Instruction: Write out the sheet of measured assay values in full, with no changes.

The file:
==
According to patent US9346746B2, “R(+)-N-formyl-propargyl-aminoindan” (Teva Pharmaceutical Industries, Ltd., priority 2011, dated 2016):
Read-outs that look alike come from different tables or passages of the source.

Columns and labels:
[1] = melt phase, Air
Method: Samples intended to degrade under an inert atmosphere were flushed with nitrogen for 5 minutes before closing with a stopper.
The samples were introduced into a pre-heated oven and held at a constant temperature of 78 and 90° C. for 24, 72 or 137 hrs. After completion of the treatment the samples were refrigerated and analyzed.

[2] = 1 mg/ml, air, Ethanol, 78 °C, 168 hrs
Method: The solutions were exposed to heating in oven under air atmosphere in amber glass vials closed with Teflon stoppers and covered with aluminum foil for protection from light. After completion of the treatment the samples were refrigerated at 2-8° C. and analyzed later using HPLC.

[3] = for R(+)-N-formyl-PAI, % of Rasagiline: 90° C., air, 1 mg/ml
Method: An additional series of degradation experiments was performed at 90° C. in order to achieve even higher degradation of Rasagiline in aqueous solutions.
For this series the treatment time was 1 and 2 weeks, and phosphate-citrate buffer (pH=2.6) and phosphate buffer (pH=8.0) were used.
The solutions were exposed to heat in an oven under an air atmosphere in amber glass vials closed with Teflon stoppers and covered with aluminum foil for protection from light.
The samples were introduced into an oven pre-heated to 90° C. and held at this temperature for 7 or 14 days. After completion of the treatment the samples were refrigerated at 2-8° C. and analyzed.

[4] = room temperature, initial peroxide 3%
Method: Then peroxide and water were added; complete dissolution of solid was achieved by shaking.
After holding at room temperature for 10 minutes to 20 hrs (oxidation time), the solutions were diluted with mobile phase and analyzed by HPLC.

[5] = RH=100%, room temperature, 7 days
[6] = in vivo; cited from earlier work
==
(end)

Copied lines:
According to patent US9346746B2, “R(+)-N-formyl-propargyl-aminoindan” (Teva Pharmaceutical Industries, Ltd., priority 2011, dated 2016):
Read-outs that look alike come from different tables or passages of the source.

Columns and labels:
[1] = melt phase, Air
Method: Samples intended to degrade under an inert atmosphere were flushed with nitrogen for 5 minutes before closing with a stopper.
The samples were introduced into a pre-heated oven and held at a constant temperature of 78 and 90° C. for 24, 72 or 137 hrs. After completion of the treatment the samples were refrigerated and analyzed.

[2] = 1 mg/ml, air, Ethanol, 78 °C, 168 hrs
Method: The solutions were exposed to heating in oven under air atmosphere in amber glass vials closed with Teflon stoppers and covered with aluminum foil for protection from light. After completion of the treatment the samples were refrigerated at 2-8° C. and analyzed later using HPLC.

[3] = for R(+)-N-formyl-PAI, % of Rasagiline: 90° C., air, 1 mg/ml
Method: An additional series of degradation experiments was performed at 90° C. in order to achieve even higher degradation of Rasagiline in aqueous solutions.
For this series the treatment time was 1 and 2 weeks, and phosphate-citrate buffer (pH=2.6) and phosphate buffer (pH=8.0) were used.
The solutions were exposed to heat in an oven under an air atmosphere in amber glass vials closed with Teflon stoppers and covered with aluminum foil for protection from light.
The samples were introduced into an oven pre-heated to 90° C. and held at this temperature for 7 or 14 days. After completion of the treatment the samples were refrigerated at 2-8° C. and analyzed.

[4] = room temperature, initial peroxide 3%
Method: Then peroxide and water were added; complete dissolution of solid was achieved by shaking.
After holding at room temperature for 10 minutes to 20 hrs (oxidation time), the solutions were diluted with mobile phase and analyzed by HPLC.

[5] = RH=100%, room temperature, 7 days
[6] = in vivo; cited from earlier work